Secretary Foxx announces $25 million federal grant for uptown Amtrak station
Plans to build a train station uptown and move Amtrak service from its cramped quarters on North Tryon Street are still alive and moving forward, a Charlotte Area Transit System official told city leaders last week, though plenty of questions remain.
After more than a decade of talk and planning, Tina Votaw, the Charlotte Gateway Station project manager, acknowledged that the project has been “kind of a sleeper.” The 17-acre site, which runs along the train tracks between Bank of America Stadium and Ninth Street, remains mostly surface parking lots.
Utility work to make way for the new station should start in early 2018, Votaw said. But beyond relocating utility lines and preparing new bridges for passenger trains, officials are hoping that actual work will send a message: The project is finally happening. That’s why Votaw said she believes it’s crucial to publish a request for proposals from developers for building the actual station at the same time preliminary work starts.
“It’s important we show the community, especially the development community, that we’re moving forward,” she said. “It’s alive, it is well, there is momentum.”
Design work for the five new bridges that would be required for train service should be wrapped up this fall. After that, if work started next year on the preliminary phases, the station could be completed by 2024, though Votaw stressed the timing is tentative.
Funding for the first phase, estimated to cost $70 million to $80 million, includes a $30 million federal grant and a pledge of $48.75 million from the N.C. Department of Transportation. The city of Charlotte has also pledged $33 million from its capital budget for the station.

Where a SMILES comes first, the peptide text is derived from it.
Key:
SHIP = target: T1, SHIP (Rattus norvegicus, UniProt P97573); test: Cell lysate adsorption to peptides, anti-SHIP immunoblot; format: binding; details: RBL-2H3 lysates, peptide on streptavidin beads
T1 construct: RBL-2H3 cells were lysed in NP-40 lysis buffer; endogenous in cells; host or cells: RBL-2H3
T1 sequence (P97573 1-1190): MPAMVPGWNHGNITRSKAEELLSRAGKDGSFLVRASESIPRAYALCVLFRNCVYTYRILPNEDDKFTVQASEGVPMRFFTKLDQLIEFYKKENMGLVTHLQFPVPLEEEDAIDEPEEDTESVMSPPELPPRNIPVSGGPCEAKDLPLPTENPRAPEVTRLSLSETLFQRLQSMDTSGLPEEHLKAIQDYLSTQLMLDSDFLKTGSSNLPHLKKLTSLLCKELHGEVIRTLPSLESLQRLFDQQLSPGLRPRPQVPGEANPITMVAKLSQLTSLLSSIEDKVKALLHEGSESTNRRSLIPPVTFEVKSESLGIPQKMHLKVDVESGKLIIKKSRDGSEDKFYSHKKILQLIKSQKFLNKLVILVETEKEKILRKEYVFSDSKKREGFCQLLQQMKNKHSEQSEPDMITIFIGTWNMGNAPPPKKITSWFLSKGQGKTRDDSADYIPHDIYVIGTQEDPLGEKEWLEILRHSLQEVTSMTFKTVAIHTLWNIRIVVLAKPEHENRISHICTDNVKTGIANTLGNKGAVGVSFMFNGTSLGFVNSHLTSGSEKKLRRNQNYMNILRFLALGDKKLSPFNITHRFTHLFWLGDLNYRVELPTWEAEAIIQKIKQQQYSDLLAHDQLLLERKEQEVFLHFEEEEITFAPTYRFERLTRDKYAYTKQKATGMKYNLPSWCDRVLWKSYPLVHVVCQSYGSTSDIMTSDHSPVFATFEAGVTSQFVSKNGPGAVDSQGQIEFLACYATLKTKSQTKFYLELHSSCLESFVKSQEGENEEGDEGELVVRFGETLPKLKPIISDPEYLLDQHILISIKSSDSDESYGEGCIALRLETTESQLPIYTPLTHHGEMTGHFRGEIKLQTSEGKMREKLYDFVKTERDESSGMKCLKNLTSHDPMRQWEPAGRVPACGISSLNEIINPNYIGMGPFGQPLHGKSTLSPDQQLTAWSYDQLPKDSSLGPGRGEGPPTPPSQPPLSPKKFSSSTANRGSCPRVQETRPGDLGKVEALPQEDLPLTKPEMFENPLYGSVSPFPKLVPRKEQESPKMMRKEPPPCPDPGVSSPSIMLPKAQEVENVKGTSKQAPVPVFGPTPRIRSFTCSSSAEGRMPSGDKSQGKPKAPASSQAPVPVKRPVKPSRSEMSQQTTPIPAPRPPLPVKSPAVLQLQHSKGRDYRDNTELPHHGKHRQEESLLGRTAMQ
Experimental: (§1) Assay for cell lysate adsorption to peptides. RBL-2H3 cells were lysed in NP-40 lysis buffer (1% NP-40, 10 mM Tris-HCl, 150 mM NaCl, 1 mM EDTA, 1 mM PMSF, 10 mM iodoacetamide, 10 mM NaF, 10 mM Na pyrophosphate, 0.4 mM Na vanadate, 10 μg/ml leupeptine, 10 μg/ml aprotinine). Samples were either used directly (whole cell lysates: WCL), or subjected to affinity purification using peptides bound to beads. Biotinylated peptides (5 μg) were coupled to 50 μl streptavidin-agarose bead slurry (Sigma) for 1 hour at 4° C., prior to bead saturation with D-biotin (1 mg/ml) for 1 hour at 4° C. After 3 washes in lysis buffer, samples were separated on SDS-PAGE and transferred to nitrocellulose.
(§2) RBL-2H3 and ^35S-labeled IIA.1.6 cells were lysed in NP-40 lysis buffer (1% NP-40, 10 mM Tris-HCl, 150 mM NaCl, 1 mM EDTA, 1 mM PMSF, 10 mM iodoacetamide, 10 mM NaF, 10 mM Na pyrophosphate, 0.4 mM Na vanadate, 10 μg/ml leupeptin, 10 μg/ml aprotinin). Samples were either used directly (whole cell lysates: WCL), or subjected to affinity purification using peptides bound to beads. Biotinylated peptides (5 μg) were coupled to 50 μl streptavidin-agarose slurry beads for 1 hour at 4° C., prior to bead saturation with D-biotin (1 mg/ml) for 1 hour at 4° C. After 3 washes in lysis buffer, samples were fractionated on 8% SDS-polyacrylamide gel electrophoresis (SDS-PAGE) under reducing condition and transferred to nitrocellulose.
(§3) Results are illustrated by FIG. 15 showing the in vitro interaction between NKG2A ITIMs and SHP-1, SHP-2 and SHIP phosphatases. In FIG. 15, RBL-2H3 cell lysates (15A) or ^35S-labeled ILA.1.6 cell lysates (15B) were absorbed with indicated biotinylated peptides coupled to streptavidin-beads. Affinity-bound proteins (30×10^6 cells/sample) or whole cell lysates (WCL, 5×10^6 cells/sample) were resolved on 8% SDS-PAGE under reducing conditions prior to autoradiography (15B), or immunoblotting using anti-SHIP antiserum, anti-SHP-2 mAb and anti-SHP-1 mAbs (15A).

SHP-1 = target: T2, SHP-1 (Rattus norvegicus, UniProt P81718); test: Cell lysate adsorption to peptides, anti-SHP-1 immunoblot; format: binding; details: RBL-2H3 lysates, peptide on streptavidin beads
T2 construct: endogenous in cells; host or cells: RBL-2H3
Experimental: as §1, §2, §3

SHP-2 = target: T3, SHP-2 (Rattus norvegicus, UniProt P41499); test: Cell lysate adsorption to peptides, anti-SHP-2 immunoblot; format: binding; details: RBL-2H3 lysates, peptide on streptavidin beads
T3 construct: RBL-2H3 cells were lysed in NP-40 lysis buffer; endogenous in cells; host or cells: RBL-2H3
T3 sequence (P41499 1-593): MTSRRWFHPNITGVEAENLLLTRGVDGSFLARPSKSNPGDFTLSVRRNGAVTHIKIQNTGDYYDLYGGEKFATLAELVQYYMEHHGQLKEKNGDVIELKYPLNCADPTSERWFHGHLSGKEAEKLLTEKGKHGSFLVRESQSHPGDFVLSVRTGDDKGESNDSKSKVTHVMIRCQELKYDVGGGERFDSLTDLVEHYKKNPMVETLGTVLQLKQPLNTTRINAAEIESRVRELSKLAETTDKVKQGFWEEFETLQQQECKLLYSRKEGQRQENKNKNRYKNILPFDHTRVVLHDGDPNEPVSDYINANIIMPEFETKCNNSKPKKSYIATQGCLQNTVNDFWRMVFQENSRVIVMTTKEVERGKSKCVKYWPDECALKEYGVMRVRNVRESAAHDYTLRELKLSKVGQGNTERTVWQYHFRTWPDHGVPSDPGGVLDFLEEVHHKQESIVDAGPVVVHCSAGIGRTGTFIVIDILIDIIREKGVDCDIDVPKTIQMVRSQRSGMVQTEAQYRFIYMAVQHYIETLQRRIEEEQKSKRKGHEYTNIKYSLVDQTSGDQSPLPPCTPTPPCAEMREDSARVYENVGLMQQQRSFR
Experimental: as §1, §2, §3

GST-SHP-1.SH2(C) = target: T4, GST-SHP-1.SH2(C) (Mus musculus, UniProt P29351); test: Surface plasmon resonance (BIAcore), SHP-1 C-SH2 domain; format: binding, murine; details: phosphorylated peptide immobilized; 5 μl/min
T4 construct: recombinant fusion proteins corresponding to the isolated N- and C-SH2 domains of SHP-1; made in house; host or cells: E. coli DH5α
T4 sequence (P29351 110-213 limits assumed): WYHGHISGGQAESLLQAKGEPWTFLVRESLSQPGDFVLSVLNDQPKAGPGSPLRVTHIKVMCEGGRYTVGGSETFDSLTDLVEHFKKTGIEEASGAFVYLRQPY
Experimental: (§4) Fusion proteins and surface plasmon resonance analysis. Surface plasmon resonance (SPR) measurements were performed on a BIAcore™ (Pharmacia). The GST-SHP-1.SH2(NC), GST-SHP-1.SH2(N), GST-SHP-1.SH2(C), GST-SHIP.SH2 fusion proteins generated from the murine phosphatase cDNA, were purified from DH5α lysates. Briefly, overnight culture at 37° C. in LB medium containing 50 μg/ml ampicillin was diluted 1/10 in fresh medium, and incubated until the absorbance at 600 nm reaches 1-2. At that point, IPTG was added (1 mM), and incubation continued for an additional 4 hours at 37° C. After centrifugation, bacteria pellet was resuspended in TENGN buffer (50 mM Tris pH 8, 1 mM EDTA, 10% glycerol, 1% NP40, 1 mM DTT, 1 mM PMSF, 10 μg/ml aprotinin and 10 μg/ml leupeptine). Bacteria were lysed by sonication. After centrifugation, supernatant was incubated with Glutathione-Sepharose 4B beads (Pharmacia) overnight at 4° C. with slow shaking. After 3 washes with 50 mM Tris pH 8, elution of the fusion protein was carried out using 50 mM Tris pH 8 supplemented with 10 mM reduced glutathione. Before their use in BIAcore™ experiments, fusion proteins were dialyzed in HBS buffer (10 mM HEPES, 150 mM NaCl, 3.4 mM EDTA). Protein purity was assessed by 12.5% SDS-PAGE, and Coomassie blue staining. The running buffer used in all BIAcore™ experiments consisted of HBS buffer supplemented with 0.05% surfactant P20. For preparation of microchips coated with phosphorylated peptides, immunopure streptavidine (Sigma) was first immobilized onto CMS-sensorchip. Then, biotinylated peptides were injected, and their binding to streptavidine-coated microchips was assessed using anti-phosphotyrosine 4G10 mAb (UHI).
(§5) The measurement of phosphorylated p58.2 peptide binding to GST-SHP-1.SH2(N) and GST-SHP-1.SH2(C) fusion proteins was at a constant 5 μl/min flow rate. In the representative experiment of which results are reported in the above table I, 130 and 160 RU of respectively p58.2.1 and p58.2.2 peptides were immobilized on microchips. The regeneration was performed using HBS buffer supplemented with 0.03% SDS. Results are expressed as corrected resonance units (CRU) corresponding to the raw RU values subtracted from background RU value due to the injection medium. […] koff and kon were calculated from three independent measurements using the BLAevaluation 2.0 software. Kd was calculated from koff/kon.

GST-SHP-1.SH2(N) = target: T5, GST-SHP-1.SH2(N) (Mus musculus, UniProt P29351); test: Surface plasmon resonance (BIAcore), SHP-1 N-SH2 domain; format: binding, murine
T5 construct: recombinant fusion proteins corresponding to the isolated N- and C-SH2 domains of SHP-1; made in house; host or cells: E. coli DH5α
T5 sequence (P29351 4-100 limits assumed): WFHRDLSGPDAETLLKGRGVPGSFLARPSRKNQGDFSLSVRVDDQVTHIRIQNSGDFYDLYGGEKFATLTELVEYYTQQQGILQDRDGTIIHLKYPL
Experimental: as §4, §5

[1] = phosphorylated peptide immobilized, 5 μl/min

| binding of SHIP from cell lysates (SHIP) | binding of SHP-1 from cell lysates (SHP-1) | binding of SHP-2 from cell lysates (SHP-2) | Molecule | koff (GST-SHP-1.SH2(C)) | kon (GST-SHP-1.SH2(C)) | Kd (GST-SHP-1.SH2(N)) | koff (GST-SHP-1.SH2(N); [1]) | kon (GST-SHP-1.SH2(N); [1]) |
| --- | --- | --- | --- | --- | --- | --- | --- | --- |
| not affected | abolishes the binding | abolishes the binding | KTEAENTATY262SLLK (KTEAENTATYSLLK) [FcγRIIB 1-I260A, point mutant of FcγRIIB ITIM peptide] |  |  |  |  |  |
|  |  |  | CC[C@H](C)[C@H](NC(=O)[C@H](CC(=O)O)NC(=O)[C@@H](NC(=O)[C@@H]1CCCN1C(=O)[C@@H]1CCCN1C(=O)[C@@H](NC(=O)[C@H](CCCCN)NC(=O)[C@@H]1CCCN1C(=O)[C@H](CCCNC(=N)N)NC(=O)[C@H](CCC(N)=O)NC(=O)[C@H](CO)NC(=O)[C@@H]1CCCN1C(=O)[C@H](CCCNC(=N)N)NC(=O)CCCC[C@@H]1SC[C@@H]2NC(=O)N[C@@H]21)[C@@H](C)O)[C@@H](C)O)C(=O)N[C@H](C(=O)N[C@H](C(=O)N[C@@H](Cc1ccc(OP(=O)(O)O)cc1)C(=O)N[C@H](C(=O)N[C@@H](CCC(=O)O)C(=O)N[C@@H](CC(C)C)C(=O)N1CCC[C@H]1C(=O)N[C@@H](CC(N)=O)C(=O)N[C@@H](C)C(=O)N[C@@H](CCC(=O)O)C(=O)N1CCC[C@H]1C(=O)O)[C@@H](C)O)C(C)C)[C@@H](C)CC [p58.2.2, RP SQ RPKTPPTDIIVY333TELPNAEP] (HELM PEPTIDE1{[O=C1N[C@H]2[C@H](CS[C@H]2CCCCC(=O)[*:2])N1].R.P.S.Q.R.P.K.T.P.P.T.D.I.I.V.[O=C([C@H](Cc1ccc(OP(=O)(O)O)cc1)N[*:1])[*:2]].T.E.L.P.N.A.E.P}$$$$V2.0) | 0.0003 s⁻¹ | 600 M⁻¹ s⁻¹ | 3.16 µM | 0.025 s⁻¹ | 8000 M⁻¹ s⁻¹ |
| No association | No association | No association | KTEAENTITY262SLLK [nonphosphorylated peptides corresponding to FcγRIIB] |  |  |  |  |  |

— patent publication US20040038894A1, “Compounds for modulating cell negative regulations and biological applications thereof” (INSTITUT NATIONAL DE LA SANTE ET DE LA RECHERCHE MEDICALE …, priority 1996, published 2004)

The Gateway Station would be connected to the uptown transit center and the Blue Line light rail by the streetcar line that’s under construction on Trade Street.
But there are still a lot of question marks. The final station could cost hundreds of millions of dollars and would require a partnership with a private developer. Votaw said CATS would likely put out an open-ended RFP, which would require federal agencies to sign off as well, to see how developers suggest building the station.
“We’ve got this property,” she said. “We want a station sooner rather than later. Tell us how you would do it.”
Greyhound also owns a 1.3-acre parcel on West Trade Street, in the middle of the planned Gateway Station site, where Greyhound operates its uptown Charlotte bus station. The plan requires purchasing that site. Votaw said the future train station would have intercity bus-service, but only on a “roll-through” basis, with none of the behind-the-scenes maintenance and other operations Greyhound does there now. They would also have to relocate during the whole construction period.
“Finding a home for them is a struggle,” she said.
Trains ran uptown until 1962, when rail service was relocated to a facility on North Tryon Street that’s now small, outdated and disconnected from the city’s downtown center. Planners and local leaders hope bringing them back will spark a major development boom on the surrounding blocks, including the publicly owned land.
A preliminary planning study by CATS and a planning consultant suggests the surrounding land could support the development of hundreds of thousands of square feet of office space, new shops and restaurants, hundreds of apartments and a hotel.